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Friday, Apr 27 at 7:30 pm

May Made Me: An Oral History of the 1968 Uprising in France

Conversation following the program with Mitchell Abidor & Steve Macfarlane

UnionDocs is thrilled to present FROZEN REVOLUTIONS, a series co-organized with critic and programmer Steve Macfarlane, that looks to the archive to reexamine images and stories produced in the heat of the 1968 worldwide political and social upheaval beyond the broad strokes of “official history”. These documents of dissent ask us to assess the impact of their collective movements, foregrounding the challenge of looking directly into the extinguished promises (and lingering romanticisms) in their wake. Frozen Revolutions opens with an examination of the French labor movement with author Mitchell Abidor’s May Made Me: An Oral History of the 1968 Uprising in France.

FRANCE, 1968: Amid nationwide strikes and the student uprising in the Latin Quarter, a collective of filmmakers – including Jean-Luc Godard, Jackie Raynal, Alain Resnais, Philippe Garrel and painter Gérard Fromanger – teamed up to make a series of silent tracts, each length determined by the availability of affordable length of film. On average, each tract used 100 feet of film, evening out to two minutes and forty-seven seconds.

The majority of these were edited in-camera and printed in Brussels – where film processing plants were not on strike – then brought back to France, intended to be screened mid-occupation in both the academy and the factory. While the tracts have been shown few times outside their moment of inception, they represent a groundswell of formal creativity, a fervid moment of impossible juxtapositions: between still and moving images, words and actions, between the Communist Party and the New Left or indeed between Godard’s own cult of personality and his newfound militancy. Tract no. 21 includes an anti-slogan speaking to the moment’s propulsive uncertainty: “I have nothing to say, but I must say it.”

Alongside clips from the protests and a new digitization of Cinétracts, UnionDocs will show The Return to Work at the Wonder Factory, a ten-minute piece of film from the aborted International Communist Organization film Who Can Save Trotsky?, showing an enraged worker refusing to return to work in June 1968 under newly compromised union stipulations.

Writer Mitchell Abidor will be “annotating” the tracts in real time, discussing the repurposed news photos, the clashes between activists and police, the graffiti-ed détournements and the Eclair-armed filmmakers of that tumultuous month, drawing on the wealth of research conducted for his new book, “May Made Me: An Oral History of the 1968 Uprising in France”, out now from A.K. Press.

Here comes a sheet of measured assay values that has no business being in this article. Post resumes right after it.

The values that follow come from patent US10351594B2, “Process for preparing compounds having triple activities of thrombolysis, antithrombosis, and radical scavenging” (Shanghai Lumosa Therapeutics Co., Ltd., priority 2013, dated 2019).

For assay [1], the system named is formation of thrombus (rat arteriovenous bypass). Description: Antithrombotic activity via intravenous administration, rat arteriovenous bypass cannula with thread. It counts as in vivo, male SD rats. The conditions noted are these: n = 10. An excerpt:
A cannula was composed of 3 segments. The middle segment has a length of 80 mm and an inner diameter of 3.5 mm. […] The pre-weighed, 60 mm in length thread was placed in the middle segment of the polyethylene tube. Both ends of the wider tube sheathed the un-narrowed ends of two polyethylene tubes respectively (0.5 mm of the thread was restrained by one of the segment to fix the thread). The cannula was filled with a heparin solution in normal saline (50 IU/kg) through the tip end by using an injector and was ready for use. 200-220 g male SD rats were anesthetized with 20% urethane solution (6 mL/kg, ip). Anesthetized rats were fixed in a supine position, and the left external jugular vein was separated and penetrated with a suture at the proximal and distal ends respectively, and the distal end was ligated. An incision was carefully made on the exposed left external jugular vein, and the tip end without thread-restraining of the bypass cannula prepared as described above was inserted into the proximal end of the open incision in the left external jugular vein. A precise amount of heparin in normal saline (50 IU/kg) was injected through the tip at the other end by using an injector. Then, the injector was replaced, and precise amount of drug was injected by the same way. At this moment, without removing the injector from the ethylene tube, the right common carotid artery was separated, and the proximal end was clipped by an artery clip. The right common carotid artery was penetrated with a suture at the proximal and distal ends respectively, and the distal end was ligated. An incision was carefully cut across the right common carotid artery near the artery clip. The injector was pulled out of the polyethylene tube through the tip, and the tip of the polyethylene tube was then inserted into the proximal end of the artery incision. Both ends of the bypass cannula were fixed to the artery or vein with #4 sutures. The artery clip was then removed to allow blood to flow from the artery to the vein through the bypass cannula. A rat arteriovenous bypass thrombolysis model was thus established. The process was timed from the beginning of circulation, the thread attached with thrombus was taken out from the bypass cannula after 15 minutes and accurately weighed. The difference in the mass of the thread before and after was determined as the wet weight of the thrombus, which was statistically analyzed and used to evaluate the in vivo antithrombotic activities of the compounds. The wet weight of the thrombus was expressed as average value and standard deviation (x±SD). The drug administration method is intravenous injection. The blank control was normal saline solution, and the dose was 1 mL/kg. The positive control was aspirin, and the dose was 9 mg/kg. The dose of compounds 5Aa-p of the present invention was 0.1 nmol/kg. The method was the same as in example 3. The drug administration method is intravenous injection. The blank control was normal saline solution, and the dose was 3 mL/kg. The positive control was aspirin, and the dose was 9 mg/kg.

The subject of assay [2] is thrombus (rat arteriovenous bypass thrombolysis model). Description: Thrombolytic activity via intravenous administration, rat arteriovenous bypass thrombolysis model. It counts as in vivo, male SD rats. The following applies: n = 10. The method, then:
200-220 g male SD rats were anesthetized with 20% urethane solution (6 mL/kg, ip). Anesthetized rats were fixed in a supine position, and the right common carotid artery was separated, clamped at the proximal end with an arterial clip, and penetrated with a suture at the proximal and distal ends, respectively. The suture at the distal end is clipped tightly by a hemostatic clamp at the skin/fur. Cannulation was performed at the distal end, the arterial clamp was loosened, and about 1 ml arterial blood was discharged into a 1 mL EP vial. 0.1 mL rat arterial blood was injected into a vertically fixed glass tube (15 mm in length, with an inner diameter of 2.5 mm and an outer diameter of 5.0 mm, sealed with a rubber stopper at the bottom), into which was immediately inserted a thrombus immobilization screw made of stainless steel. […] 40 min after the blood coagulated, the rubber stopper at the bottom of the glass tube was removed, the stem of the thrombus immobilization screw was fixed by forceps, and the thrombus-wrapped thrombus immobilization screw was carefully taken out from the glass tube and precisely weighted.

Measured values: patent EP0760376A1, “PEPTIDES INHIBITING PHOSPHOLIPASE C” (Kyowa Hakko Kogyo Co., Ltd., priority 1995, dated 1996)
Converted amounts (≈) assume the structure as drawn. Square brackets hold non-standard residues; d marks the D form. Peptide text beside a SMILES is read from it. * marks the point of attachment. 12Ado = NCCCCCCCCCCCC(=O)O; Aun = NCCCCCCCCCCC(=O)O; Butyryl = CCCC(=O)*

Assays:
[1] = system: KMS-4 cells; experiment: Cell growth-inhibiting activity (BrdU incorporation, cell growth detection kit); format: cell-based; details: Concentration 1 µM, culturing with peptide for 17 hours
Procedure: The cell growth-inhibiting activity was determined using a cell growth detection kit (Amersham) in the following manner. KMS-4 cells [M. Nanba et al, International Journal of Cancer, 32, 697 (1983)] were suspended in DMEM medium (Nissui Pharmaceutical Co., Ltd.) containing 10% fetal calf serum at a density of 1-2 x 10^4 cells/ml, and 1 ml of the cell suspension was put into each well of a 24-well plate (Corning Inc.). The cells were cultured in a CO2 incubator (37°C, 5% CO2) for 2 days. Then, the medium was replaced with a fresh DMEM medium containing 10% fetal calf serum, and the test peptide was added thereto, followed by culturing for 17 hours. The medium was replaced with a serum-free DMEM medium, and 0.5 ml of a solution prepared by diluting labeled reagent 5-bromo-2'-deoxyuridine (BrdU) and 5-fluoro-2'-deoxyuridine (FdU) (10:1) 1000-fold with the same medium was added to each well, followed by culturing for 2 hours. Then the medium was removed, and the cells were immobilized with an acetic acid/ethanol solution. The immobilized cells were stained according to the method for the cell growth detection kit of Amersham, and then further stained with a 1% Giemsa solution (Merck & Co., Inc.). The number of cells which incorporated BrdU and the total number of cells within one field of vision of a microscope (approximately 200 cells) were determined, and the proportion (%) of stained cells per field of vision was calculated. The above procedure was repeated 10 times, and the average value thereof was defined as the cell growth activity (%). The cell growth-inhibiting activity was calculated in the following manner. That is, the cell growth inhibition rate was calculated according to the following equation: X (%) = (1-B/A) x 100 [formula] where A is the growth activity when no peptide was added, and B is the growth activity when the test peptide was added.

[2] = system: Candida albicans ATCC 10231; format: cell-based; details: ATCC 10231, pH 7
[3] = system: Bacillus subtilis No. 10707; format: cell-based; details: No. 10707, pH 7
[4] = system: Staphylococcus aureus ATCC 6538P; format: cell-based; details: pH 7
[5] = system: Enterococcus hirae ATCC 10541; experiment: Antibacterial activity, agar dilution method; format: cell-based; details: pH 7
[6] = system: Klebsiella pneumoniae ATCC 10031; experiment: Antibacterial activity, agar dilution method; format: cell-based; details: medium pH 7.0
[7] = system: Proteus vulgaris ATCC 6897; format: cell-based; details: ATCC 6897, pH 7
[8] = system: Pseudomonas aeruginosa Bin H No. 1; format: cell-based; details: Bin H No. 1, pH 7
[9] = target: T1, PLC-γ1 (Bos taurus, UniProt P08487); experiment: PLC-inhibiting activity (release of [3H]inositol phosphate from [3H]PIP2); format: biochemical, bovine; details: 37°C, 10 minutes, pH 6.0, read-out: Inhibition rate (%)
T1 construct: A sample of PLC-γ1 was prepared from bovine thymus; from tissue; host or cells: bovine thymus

This program is made possible with support from Amélie Garin-Davet of the Cultural Services of the French Embassy A big thank you to them for helping make it happen!

Program

The Return to Work at the Wonder Factory

10 min., 1968

In May of 1968 work starts again, unions pretend to claim victory. At the Wonder factory everything is also back to normal. Suddenly a woman dares to rebel, she says that she does not want to return to work.

Cinétracts

90 min., 1968

A series of 41 documentary shorts, directed by several famous French filmmakers and each running between two and four minutes. Each “tract” espouses a leftist political viewpoint through the filmed depiction of real-life events, including workers’ strikes and the events of Paris in May 1968.

100 min

Mitchell Abidor is a writer and translator living in Brooklyn. His previous books are ‘The Great Anger: Ultra-Revolutionary Writing in France from the Atheist Priest to the Bonnot Gang’ and ‘Communards: The Paris Commune of 1871 as Told by Those Who Fought It’.

Steve Macfarlane is a writer and filmmaker from Seattle, Washington. A programmer at Spectacle in Williamsburg, his writing has appeared in Cinema Scope, The White Review, Filmmaker Magazine, and the Brooklyn Rail, among others.

Frozen Revolutions

It’s no secret that protest rippled around the globe in 1968, a year equally marked in the bourgeois memory by political upheaval and widespread paranoia. After five decades of tectonic capital shocks and never-ending privatization, we’re experiencing another cascade of unrest – but what if it’s really the same one? FROZEN REVOLUTIONS, a series co-organized with critic and programmer Steve Macfarlane, looks to the archive to reexamine images and stories produced in the heat of this worldwide social movement beyond the broad strokes of “official history”. These documents of dissent ask us to assess the impact of their collective movements, foregrounding the challenge of looking directly into the extinguished promises (and lingering romanticisms) in their wake.

 

Presented With

This program is made possible with support from The Cultural Services of the French Embassy

Details

Date
Friday, Apr 27
Time
7:30 pm – 10:00 pm
Cost
Free – $10.00
Program:
,

Address

322 UNION AVE
BROOKLYN, NY 11211 United States

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SAY SOMETHING BUNNY!

 

An immersive performance based on an unforgettable amateur audio recording made over 60 years ago.